There are many reasons that a spouse or couple decides to file for divorce: infidelity, disagreements on whether to have and how to raise children, religion, abuse, or simply growing out of the marriage, to name a few. One of the most common reasons given for divorce is financial stress. This is especially true right now, as the unemployment rate remains high in Columbus and throughout the country.
Experts agree that being honest with your spouse about any financial difficulties you are experiencing is key to keeping your marriage intact throughout and beyond your money trouble. However, in a recent online poll administered by the National Foundation for Credit Counseling (NFCC), approximately one-fourth of respondents stated that they would not tell their spouse if they were having financial trouble.
There were a few common reasons given for not informing a spouse about financial difficulty. Of the survey respondents who stated that they would not tell their spouse, nine percent expressed fear about worrying their spouse, eight percent said that their spouse is not aware of the debt, and seven percent were afraid that it would damage the relationship.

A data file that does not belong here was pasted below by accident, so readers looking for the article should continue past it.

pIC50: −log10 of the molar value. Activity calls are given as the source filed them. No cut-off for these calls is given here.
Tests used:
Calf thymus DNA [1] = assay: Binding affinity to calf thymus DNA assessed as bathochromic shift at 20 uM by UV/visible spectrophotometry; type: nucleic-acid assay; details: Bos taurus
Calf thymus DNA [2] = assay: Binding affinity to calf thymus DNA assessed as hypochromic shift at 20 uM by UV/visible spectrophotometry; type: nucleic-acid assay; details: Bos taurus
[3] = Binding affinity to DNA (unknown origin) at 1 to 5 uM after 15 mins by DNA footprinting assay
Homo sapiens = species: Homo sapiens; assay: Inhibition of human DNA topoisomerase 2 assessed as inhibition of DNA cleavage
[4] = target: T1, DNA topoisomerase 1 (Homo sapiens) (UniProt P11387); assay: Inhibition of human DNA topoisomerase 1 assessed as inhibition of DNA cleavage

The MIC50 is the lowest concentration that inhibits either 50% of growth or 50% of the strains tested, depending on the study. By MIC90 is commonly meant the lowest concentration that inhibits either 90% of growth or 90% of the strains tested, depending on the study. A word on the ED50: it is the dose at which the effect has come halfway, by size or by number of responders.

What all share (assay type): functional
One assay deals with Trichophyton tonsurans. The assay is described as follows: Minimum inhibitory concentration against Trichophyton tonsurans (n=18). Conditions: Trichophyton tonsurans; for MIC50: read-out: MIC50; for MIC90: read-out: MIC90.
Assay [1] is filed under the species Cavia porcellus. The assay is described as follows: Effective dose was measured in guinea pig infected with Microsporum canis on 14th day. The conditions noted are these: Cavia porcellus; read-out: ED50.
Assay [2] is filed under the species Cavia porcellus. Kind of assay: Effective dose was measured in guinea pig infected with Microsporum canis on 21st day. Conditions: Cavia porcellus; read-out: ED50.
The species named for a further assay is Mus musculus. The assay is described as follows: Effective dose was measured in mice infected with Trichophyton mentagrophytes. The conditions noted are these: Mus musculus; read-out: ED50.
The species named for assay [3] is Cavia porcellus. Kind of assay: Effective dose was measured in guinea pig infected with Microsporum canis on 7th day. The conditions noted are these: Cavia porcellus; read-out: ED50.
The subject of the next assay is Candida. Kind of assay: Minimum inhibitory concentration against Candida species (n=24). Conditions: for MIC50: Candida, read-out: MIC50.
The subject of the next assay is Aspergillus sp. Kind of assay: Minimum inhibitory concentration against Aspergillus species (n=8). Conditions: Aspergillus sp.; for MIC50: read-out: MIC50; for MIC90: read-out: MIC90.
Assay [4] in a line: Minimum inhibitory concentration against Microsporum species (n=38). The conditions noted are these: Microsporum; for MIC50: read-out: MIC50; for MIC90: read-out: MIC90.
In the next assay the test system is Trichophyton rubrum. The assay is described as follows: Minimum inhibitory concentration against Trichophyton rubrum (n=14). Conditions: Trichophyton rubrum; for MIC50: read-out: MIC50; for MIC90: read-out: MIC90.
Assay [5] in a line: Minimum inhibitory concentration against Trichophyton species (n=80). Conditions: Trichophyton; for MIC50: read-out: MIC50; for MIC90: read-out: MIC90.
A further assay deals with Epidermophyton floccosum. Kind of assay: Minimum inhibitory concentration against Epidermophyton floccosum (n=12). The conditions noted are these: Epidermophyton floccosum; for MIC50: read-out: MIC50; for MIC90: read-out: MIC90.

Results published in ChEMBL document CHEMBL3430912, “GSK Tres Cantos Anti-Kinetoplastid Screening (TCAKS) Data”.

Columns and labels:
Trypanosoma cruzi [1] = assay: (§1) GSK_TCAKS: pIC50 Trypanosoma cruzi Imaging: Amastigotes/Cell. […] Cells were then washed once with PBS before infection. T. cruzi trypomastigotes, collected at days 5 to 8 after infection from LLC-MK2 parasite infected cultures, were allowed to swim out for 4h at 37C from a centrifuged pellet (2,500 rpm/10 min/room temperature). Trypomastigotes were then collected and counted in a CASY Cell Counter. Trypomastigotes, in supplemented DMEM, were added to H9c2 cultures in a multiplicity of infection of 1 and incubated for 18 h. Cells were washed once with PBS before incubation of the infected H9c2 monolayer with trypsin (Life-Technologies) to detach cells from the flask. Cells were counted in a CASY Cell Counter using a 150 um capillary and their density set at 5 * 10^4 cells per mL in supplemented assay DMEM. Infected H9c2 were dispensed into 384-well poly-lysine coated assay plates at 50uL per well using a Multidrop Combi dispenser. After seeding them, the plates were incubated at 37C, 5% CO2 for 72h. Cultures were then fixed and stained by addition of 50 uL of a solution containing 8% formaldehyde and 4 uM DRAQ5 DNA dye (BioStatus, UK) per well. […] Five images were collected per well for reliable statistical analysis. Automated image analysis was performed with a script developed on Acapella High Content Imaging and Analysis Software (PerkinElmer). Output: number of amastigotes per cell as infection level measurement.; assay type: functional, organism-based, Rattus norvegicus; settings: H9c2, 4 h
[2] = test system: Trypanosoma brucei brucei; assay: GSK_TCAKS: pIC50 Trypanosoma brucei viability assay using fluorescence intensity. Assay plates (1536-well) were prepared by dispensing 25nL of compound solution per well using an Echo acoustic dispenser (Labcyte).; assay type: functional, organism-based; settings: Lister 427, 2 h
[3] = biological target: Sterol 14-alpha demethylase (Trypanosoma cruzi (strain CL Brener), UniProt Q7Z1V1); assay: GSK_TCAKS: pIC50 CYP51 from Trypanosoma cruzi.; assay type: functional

To avoid divorce and other negative consequences of hiding financial information from a spouse or a spouse-to-be, the NFCC recommends that couples sit down and have open, candid conversations about their financial situations. During these conversations, the NFCC states, couples should be completely honest about their assets, debt, and spending habits. Don't point the finger of blame, and come up with a plan for the future to ensure that you do not need to have one of these conversations again.
Source: National Foundation for Credit Counseling, "One in Four Americans Would Not Inform Spouse of Financial Difficulties," Oct. 2011